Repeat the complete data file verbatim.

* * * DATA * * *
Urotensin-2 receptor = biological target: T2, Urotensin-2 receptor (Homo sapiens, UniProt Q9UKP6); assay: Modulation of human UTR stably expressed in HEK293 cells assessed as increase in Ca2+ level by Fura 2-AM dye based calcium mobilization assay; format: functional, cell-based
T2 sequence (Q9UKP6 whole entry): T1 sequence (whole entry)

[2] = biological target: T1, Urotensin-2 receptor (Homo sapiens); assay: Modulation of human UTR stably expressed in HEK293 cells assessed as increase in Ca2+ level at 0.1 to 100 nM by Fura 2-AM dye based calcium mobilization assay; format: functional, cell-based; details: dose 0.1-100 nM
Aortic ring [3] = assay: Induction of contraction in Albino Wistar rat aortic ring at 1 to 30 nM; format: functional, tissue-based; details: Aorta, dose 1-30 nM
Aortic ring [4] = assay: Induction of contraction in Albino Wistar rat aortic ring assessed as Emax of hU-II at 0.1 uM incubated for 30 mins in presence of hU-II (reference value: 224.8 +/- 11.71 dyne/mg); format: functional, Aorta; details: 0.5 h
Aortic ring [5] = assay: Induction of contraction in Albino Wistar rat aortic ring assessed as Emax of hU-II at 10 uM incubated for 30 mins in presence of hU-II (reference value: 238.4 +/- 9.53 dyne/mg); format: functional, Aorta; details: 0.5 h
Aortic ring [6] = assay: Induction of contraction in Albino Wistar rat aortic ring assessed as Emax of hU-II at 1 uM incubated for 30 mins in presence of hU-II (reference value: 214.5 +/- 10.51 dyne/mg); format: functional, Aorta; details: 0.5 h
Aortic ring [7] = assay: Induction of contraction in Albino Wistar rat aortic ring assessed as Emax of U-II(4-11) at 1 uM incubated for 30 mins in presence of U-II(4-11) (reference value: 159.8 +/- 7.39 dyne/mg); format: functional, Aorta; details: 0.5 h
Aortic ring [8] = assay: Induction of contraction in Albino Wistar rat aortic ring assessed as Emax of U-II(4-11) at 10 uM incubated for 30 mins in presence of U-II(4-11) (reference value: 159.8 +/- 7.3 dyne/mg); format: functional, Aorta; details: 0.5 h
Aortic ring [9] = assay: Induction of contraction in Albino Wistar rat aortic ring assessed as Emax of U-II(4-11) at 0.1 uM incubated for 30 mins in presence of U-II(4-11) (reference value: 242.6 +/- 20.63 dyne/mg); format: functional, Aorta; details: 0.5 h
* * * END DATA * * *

Urotensin-2 receptor = biological target: T2, Urotensin-2 receptor (Homo sapiens, UniProt Q9UKP6); assay: Modulation of human UTR stably expressed in HEK293 cells assessed as increase in Ca2+ level by Fura 2-AM dye based calcium mobilization assay; format: functional, cell-based
T2 sequence (Q9UKP6 whole entry): T1 sequence (whole entry)

[2] = biological target: T1, Urotensin-2 receptor (Homo sapiens); assay: Modulation of human UTR stably expressed in HEK293 cells assessed as increase in Ca2+ level at 0.1 to 100 nM by Fura 2-AM dye based calcium mobilization assay; format: functional, cell-based; details: dose 0.1-100 nM
Aortic ring [3] = assay: Induction of contraction in Albino Wistar rat aortic ring at 1 to 30 nM; format: functional, tissue-based; details: Aorta, dose 1-30 nM
Aortic ring [4] = assay: Induction of contraction in Albino Wistar rat aortic ring assessed as Emax of hU-II at 0.1 uM incubated for 30 mins in presence of hU-II (reference value: 224.8 +/- 11.71 dyne/mg); format: functional, Aorta; details: 0.5 h
Aortic ring [5] = assay: Induction of contraction in Albino Wistar rat aortic ring assessed as Emax of hU-II at 10 uM incubated for 30 mins in presence of hU-II (reference value: 238.4 +/- 9.53 dyne/mg); format: functional, Aorta; details: 0.5 h
Aortic ring [6] = assay: Induction of contraction in Albino Wistar rat aortic ring assessed as Emax of hU-II at 1 uM incubated for 30 mins in presence of hU-II (reference value: 214.5 +/- 10.51 dyne/mg); format: functional, Aorta; details: 0.5 h
Aortic ring [7] = assay: Induction of contraction in Albino Wistar rat aortic ring assessed as Emax of U-II(4-11) at 1 uM incubated for 30 mins in presence of U-II(4-11) (reference value: 159.8 +/- 7.39 dyne/mg); format: functional, Aorta; details: 0.5 h
Aortic ring [8] = assay: Induction of contraction in Albino Wistar rat aortic ring assessed as Emax of U-II(4-11) at 10 uM incubated for 30 mins in presence of U-II(4-11) (reference value: 159.8 +/- 7.3 dyne/mg); format: functional, Aorta; details: 0.5 h
Aortic ring [9] = assay: Induction of contraction in Albino Wistar rat aortic ring assessed as Emax of U-II(4-11) at 0.1 uM incubated for 30 mins in presence of U-II(4-11) (reference value: 242.6 +/- 20.63 dyne/mg); format: functional, Aorta; details: 0.5 h